Taking on the Philippines Part 1
The Philippines is uncharted territory for me. I have no notion of the food, the people (except how Tagalog sounds like…), the attractions, how the streets may look, and also no one to clue me in on them. I’ve always been a city girl, I shun the sun, sand, sea, and sports, to look for food and shopping. When the folks at AirAsia very generously proposed a trip to the Philippines, I might have accepted it a little too excitedly The itinerary of Clark, Pampagna, Angeles City, Boracay, landed on my lap shortly after and I recognized only Boracay. Everyone knows Boracay promises awesome white beaches, but I decided not to look up the rest too in depth, to set myself up for surprise! This is probably my first trip out of high school that involves little shopping (and therefore no fashion).
In the province of Pampanga are neighbouring cities Clark and Angeles City. Clark is a former US airbase (from early 1900s to 1991), sparsely built and populated but still thick with American influences (even cowboy ones!). Old, low-lying barracks and airplane hangars have been converted into chilled-out cafes and duty-free stores, interpersed with quiet business buildings. It’s unpolished but alluring, an unusual sight for us who are used to the squeaky clean, meticulously planned towns of Singapore.
There is a lot of Filipino food to be had here, and it tastes much like a mish mash of Malay, Chinese, Spanish and American elements. The most popular in Pampanga is sisig, a sizzling dish of pork cheek and some other parts which may not whet your appetite if mentioned, but is just as delectable to me. Their devotion to this dish is such that there’s a festival every December! Another favourite of mine is is garlic fried rice, along with a sweet-spicy sausage called logganisa.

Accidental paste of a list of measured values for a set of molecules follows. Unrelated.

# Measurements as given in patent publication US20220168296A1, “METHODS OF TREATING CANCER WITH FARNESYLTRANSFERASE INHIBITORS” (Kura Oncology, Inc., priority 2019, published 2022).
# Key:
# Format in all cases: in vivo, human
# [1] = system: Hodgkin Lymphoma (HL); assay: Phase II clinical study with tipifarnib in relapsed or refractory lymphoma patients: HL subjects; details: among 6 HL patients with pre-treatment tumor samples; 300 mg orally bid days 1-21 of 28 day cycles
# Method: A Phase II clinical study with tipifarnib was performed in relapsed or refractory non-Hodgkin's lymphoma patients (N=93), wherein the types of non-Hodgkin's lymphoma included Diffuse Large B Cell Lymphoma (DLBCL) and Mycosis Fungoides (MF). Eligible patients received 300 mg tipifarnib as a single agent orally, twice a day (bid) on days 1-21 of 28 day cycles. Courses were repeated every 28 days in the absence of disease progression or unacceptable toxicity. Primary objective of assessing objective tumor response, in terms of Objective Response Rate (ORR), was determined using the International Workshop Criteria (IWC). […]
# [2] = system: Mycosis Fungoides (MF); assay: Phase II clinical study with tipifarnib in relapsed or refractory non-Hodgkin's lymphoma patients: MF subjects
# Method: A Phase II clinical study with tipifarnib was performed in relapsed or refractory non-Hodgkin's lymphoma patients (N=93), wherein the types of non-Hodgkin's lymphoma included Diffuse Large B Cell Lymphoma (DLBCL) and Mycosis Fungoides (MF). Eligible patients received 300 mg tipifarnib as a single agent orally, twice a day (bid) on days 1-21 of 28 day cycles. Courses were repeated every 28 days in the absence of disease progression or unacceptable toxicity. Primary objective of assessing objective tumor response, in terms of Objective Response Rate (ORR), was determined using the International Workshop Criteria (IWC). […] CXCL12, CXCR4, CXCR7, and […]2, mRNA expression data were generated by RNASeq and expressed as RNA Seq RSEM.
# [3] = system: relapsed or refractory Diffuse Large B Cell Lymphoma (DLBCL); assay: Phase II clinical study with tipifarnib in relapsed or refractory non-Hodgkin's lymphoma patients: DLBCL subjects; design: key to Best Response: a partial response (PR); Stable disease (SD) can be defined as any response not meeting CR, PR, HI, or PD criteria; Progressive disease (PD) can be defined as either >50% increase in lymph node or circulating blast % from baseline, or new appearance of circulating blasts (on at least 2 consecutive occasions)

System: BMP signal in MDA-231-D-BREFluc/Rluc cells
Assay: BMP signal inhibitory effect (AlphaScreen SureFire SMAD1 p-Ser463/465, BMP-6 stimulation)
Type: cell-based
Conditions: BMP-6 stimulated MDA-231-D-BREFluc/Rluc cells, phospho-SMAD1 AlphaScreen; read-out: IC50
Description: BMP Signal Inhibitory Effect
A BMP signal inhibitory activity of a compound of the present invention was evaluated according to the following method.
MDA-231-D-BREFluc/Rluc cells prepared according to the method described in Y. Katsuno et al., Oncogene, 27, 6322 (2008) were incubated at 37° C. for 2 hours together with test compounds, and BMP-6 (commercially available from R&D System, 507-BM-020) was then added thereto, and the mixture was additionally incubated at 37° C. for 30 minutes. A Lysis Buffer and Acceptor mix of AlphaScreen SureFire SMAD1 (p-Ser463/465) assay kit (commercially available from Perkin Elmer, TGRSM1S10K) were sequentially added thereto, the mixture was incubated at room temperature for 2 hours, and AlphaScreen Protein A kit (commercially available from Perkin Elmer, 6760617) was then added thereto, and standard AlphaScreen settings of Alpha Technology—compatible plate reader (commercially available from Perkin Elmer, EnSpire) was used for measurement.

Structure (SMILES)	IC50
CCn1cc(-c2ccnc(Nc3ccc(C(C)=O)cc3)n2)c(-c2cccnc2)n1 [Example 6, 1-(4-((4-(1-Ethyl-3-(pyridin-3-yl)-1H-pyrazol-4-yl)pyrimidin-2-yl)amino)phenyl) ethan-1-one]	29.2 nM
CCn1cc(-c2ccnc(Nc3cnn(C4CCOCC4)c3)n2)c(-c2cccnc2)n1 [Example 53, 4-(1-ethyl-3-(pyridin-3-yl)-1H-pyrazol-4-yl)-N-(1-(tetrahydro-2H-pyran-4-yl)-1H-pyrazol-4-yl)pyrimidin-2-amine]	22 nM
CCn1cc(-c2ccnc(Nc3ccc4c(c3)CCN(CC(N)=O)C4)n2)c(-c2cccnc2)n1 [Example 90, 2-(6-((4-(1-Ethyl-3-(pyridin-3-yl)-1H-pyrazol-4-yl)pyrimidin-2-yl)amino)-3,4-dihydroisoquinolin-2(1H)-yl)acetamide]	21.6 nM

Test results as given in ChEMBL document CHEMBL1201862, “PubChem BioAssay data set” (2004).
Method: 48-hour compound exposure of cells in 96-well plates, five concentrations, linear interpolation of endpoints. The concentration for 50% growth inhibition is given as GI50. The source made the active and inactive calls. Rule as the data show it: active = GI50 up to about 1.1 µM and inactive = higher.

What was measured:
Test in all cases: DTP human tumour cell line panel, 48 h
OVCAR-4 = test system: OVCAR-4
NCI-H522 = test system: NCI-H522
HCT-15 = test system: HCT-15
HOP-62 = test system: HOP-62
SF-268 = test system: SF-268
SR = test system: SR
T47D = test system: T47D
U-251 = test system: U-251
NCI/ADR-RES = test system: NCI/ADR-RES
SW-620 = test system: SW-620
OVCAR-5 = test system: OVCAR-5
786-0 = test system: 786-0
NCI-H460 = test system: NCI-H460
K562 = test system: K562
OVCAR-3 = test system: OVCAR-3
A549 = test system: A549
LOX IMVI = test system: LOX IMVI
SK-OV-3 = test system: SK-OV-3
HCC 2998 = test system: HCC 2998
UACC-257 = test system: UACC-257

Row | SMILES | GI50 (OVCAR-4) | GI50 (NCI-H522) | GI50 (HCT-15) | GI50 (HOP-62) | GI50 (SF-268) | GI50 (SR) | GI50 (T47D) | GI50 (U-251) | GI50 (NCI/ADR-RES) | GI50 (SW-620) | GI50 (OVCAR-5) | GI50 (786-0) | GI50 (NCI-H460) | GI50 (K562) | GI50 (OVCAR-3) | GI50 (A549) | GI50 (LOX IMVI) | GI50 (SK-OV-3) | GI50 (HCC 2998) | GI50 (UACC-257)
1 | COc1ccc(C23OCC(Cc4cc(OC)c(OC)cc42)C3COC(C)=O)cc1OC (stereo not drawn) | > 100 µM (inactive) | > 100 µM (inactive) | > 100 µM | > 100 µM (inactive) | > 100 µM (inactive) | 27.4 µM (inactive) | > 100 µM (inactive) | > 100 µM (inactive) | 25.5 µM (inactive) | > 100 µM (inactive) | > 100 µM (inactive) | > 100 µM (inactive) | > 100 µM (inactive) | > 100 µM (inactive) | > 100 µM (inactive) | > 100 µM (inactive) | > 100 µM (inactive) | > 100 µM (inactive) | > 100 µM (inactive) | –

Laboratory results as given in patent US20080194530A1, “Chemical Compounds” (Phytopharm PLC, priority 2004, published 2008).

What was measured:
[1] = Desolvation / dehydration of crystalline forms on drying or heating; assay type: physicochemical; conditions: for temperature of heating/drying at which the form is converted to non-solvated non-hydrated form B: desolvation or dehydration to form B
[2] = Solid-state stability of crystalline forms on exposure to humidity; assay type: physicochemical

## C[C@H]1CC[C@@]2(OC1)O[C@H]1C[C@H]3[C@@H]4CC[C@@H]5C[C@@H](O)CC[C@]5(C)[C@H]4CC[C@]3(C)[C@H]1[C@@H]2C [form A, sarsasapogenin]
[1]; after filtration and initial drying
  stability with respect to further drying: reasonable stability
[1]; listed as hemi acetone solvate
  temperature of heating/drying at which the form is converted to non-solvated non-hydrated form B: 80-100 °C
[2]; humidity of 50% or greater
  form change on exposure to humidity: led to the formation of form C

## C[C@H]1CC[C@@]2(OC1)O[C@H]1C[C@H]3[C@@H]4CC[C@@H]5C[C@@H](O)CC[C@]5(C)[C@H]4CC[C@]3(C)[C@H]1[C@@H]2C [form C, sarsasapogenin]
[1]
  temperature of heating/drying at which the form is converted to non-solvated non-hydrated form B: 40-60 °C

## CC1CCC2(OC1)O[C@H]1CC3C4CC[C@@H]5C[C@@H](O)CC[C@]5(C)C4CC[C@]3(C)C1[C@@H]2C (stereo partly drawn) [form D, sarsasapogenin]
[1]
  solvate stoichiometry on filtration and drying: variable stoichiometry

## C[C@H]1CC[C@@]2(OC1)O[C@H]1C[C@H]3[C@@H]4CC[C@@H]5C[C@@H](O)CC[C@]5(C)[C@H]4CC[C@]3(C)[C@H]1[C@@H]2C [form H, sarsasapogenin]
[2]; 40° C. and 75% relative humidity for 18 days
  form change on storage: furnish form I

We visited two malls, Marquee and SM, which are great for getting cheap and good! manicures, massages, last minute beach buys like toiletries, light clothing etc. You can also go horse-riding and visit their quaint assemblage of miniature parts of Philippines (past and present day), called Nayong Pilipino. I’d love to visit Mount Pinatubo, best described in guide books and travel sites as “a volcano within a lake (of bluest water) within a volcano”. Mind boggling stuff.
Within Clark, AirAsia also provides shuttles between the airport and city, and a low-cost Tune Hotel just 15 minutes from the airport. I wouldn’t stay more than a day or two here though, because Clark leads you to so many other interesting places, whether by bus (to Anilao, Hundred Islands, Subic Bay) or another flight connection, like we did on another AirAsia flight to Boracay via Kalibo.
Look out for Part 2 which chronicles our time in, wait for it… Boracay baby! In the meantime, check out the pics we posted along the way, either on Instagram, #airasiasgcrk, or just click here.